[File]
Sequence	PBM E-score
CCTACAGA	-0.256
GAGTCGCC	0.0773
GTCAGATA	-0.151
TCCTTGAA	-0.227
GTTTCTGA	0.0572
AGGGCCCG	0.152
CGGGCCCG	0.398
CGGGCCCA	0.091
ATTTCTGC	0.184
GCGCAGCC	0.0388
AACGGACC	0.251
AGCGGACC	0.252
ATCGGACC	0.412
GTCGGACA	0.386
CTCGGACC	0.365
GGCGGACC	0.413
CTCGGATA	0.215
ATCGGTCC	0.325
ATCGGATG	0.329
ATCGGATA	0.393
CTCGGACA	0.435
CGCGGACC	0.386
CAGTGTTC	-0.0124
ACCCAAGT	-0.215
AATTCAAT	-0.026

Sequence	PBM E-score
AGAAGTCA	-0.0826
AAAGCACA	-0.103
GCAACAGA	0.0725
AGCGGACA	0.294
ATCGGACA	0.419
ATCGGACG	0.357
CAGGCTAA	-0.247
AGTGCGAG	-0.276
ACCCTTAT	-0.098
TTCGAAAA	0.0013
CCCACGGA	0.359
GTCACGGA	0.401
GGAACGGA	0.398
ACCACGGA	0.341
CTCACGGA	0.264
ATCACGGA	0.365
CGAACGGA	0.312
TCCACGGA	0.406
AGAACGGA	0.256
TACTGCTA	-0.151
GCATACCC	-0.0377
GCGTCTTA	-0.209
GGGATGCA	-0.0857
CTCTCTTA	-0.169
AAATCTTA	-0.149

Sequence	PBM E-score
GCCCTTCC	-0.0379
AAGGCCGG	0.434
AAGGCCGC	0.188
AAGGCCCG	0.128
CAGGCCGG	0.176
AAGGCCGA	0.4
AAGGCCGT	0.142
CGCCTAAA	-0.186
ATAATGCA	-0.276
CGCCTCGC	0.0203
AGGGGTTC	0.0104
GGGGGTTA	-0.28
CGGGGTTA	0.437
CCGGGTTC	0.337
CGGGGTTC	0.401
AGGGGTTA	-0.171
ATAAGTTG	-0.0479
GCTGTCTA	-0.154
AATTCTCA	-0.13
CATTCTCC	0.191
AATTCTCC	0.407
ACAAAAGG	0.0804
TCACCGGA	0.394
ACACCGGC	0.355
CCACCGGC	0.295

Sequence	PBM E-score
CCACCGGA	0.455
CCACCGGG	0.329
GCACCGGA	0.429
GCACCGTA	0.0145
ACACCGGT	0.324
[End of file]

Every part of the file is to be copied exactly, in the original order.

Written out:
Sequence	PBM E-score
CCTACAGA	-0.256
GAGTCGCC	0.0773
GTCAGATA	-0.151
TCCTTGAA	-0.227
GTTTCTGA	0.0572
AGGGCCCG	0.152
CGGGCCCG	0.398
CGGGCCCA	0.091
ATTTCTGC	0.184
GCGCAGCC	0.0388
AACGGACC	0.251
AGCGGACC	0.252
ATCGGACC	0.412
GTCGGACA	0.386
CTCGGACC	0.365
GGCGGACC	0.413
CTCGGATA	0.215
ATCGGTCC	0.325
ATCGGATG	0.329
ATCGGATA	0.393
CTCGGACA	0.435
CGCGGACC	0.386
CAGTGTTC	-0.0124
ACCCAAGT	-0.215
AATTCAAT	-0.026

Sequence	PBM E-score
AGAAGTCA	-0.0826
AAAGCACA	-0.103
GCAACAGA	0.0725
AGCGGACA	0.294
ATCGGACA	0.419
ATCGGACG	0.357
CAGGCTAA	-0.247
AGTGCGAG	-0.276
ACCCTTAT	-0.098
TTCGAAAA	0.0013
CCCACGGA	0.359
GTCACGGA	0.401
GGAACGGA	0.398
ACCACGGA	0.341
CTCACGGA	0.264
ATCACGGA	0.365
CGAACGGA	0.312
TCCACGGA	0.406
AGAACGGA	0.256
TACTGCTA	-0.151
GCATACCC	-0.0377
GCGTCTTA	-0.209
GGGATGCA	-0.0857
CTCTCTTA	-0.169
AAATCTTA	-0.149

Sequence	PBM E-score
GCCCTTCC	-0.0379
AAGGCCGG	0.434
AAGGCCGC	0.188
AAGGCCCG	0.128
CAGGCCGG	0.176
AAGGCCGA	0.4
AAGGCCGT	0.142
CGCCTAAA	-0.186
ATAATGCA	-0.276
CGCCTCGC	0.0203
AGGGGTTC	0.0104
GGGGGTTA	-0.28
CGGGGTTA	0.437
CCGGGTTC	0.337
CGGGGTTC	0.401
AGGGGTTA	-0.171
ATAAGTTG	-0.0479
GCTGTCTA	-0.154
AATTCTCA	-0.13
CATTCTCC	0.191
AATTCTCC	0.407
ACAAAAGG	0.0804
TCACCGGA	0.394
ACACCGGC	0.355
CCACCGGC	0.295

Sequence	PBM E-score
CCACCGGA	0.455
CCACCGGG	0.329
GCACCGGA	0.429
GCACCGTA	0.0145
ACACCGGT	0.324